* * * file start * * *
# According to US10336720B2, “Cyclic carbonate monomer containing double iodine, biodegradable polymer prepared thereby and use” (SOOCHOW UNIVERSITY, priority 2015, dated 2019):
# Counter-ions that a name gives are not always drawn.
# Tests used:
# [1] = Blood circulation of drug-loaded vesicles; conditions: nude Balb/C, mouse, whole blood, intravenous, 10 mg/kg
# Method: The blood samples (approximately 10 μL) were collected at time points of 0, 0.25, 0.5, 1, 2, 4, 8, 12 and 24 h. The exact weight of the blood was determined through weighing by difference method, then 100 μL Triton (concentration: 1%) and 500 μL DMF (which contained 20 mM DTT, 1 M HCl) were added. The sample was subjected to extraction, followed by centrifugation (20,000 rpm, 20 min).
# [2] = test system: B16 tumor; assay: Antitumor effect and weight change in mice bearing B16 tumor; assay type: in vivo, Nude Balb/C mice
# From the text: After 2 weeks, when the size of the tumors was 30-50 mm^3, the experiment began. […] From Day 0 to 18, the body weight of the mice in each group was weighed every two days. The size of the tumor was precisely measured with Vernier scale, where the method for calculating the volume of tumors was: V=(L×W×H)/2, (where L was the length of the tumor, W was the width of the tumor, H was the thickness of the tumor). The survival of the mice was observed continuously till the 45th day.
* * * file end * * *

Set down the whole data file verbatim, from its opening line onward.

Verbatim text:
# According to US10336720B2, “Cyclic carbonate monomer containing double iodine, biodegradable polymer prepared thereby and use” (SOOCHOW UNIVERSITY, priority 2015, dated 2019):
# Counter-ions that a name gives are not always drawn.
# Tests used:
# [1] = Blood circulation of drug-loaded vesicles; conditions: nude Balb/C, mouse, whole blood, intravenous, 10 mg/kg
# Method: The blood samples (approximately 10 μL) were collected at time points of 0, 0.25, 0.5, 1, 2, 4, 8, 12 and 24 h. The exact weight of the blood was determined through weighing by difference method, then 100 μL Triton (concentration: 1%) and 500 μL DMF (which contained 20 mM DTT, 1 M HCl) were added. The sample was subjected to extraction, followed by centrifugation (20,000 rpm, 20 min).
# [2] = test system: B16 tumor; assay: Antitumor effect and weight change in mice bearing B16 tumor; assay type: in vivo, Nude Balb/C mice
# From the text: After 2 weeks, when the size of the tumors was 30-50 mm^3, the experiment began. […] From Day 0 to 18, the body weight of the mice in each group was weighed every two days. The size of the tumor was precisely measured with Vernier scale, where the method for calculating the volume of tumors was: V=(L×W×H)/2, (where L was the length of the tumor, W was the width of the tumor, H was the thickness of the tumor). The survival of the mice was observed continuously till the 45th day.